Slow uptake for city’s summer patio program
Few businesses applied in first season; some put off by no-booze rule, size limitation
Hamilton restaurant owners have not flocked to a city project allowing them to turn parking spaces into patio seating.
The on-street patio program drew only seven applications for 30 potential slots in the city’s business improvement areas and merchant associations.
While the program wasn’t overwhelmed with applications, business owners whose proposals were accepted are enthusiastic about the initiative.
Michael Cipollo got two of the permits for his side-by-side King William Street eateries, Hambrgr and Fsh&Chp. He applied, he said, because it’s something he hopes will be good for the downtown core.
“For me it’s more about helping downtown Hamilton. Making the area even more desirable just shows how great downtown Hamilton can be.”
Approved by city council in June, the plan allows two patios, each the size of a single parking spot, in each of the city’s 13 business improvement areas and merchant association zones.
Each patio must have a platform floor and fencing; they will not be allowed on bike lanes, posted loading zones, accessible parking spots or in parking spaces eliminated during rush hours. There can be no alcohol served, no music or entertainment and no electrical wiring.
They will be permitted to operate until Oct. 31, after which city staff plan to evaluate the program to decide if it should be made permanent.
Joe Muto, of the city’s planning department, said the no-alcohol rule had to be imposed because there wasn’t time for businesses to go through the approval process of the Alcohol and Gaming Commission and still get their spots open this summer.
The city’s original plan was to award the permits through a lottery, but there were so few applicants the draw was never held, he said. In the end two permits were awarded on King William Street and James Street North respectively, along with one each for the International Village, Concession Street and Westdale business improvement areas.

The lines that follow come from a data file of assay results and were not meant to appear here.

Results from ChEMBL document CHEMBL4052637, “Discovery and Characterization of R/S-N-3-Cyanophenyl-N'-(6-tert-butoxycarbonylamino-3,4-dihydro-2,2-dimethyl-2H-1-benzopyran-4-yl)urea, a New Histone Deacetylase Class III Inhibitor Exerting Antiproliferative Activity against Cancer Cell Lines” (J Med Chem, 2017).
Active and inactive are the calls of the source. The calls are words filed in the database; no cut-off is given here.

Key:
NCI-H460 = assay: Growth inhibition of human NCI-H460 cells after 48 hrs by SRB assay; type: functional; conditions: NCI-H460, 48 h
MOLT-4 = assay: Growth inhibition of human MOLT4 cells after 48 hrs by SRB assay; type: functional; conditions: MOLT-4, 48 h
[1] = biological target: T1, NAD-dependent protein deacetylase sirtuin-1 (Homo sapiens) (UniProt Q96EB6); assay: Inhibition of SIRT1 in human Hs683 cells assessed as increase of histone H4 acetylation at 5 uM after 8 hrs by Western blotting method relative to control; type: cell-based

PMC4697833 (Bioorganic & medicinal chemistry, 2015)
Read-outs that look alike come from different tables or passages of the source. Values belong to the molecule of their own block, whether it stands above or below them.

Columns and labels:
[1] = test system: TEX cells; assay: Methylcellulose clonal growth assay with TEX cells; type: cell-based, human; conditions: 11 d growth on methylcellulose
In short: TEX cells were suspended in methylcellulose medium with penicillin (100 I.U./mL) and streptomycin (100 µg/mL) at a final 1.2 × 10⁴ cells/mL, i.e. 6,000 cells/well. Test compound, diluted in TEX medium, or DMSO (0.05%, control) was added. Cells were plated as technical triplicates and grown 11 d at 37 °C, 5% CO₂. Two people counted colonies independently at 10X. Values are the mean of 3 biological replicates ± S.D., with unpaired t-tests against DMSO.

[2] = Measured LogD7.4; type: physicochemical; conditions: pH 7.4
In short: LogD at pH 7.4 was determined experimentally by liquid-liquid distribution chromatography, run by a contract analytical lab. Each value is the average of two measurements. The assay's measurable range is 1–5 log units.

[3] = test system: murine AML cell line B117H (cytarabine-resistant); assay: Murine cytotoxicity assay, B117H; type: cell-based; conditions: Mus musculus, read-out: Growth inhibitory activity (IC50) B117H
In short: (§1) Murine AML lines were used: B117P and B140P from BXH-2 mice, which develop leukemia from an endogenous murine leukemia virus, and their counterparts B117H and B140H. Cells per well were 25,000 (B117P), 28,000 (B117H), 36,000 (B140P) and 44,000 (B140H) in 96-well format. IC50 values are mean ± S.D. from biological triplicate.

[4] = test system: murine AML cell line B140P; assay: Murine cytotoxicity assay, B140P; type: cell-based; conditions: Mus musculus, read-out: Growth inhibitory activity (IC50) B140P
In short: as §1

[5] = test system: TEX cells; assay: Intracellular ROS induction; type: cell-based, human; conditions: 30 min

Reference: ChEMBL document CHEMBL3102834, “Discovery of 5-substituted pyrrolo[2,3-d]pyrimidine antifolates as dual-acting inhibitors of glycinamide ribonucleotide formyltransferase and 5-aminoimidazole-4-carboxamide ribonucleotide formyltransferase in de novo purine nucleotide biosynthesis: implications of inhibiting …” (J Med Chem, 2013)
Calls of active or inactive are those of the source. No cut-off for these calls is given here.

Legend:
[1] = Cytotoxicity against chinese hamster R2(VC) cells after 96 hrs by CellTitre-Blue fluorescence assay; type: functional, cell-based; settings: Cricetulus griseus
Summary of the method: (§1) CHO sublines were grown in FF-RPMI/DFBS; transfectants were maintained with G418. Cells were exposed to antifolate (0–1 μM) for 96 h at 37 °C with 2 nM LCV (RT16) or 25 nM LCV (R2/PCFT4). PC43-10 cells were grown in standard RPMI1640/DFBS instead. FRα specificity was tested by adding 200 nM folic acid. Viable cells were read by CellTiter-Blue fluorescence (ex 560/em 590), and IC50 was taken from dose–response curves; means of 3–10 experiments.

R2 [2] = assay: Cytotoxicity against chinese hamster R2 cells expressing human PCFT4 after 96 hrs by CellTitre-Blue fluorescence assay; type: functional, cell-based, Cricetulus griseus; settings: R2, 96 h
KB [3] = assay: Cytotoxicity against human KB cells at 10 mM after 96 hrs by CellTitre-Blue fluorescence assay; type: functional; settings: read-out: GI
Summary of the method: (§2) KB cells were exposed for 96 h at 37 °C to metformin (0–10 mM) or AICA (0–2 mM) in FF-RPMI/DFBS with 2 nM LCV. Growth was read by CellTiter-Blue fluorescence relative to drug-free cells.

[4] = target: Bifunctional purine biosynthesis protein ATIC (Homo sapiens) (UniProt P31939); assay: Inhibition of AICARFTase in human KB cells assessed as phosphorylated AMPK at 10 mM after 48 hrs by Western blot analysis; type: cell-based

“It’s possible we could get more coming in, and if we do then we will process them,” Muto said.
The muted response to the pilot program, Muto added, is not unprecedented. When Ottawa tried a similar program it planned for 29 sites and got only 10 applications the first year.
Kathy Drewitt, executive director of the Downtown Hamilton Business Improvement Area, was happy two downtown restaurants joined the program. But, she added, it was difficult to convince some operators to even apply because of the size restriction to a single parking space, and the alcohol prohibition.
It was the same situation on Ottawa Street North, said BIA administrative co-ordinator Tony Mark, where “one or two” businesses considered applying for the project but opted out after seeing the web of regulations involved.
“Some of the restrictions were just a little too tight.”
Jordan Geertsma, owner of the Snooty Fox in Westdale, was approved for a site but walked away from the program when he was given only one spot rather than the three he requested. The alcohol ban was also a major problem for him.
“I’ve been applying for a patio every year for the last 20 years,” Geertsma said. “I thought I’d get my foot in early on this one.”
A single parking spot-size patio, he said, would have room for only one table, making the process hardly worth the trouble.
“From where I’m standing it’s almost like they set this up to fail. It might make sense if I was making money off it, but for us this just isn’t worth the cost.”
This isn’t the first time a city initiative has been hampered by what business operators say is excessive regulation.
In 2015 city staff tried to entice a restaurant operator to take up residence in the Lister Block after an earlier effort collapsed. For the rerun, city staff laid on a 75-page proposal package requiring city approval for employee uniforms, delivery times by suppliers, menu items and prices.
Applicants were also required to submit detailed financial and marketing plans and a letter of credit amounting to six months’ worth of rent and operating expenses. In the end, only one application was received, from a franchised sports bar.
It might make sense if I was making money off it, but for us this just isn’t worth the cost. JORDAN GEERTSMA SNOOTY FOX OWNER
Michael Cipollo got two of the permits for his side-by-side King William Street eateries, Hambrgr and Fsh&Chp.